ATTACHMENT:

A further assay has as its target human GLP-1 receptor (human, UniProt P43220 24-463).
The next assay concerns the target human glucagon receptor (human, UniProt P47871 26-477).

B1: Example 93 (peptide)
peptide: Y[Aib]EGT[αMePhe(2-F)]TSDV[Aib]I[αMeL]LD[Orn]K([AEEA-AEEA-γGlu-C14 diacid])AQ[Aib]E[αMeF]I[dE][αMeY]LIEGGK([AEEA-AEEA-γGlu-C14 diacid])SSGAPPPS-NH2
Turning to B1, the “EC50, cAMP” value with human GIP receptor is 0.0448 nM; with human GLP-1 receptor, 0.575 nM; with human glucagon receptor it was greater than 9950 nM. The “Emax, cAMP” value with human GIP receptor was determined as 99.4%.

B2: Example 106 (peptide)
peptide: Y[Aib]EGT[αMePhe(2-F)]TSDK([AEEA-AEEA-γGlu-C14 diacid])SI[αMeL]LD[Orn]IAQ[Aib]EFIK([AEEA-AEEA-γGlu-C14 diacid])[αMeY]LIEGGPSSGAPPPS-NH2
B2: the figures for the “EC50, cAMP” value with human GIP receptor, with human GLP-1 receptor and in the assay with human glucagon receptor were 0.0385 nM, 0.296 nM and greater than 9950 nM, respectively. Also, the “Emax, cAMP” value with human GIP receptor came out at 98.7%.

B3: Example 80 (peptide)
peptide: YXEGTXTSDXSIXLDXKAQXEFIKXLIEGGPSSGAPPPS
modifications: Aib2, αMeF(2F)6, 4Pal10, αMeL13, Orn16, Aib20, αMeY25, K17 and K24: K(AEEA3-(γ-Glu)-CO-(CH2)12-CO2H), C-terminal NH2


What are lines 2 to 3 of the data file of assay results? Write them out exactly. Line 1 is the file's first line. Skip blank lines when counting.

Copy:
The next assay concerns the target human glucagon receptor (human, UniProt P47871 26-477).

B1: Example 93 (peptide)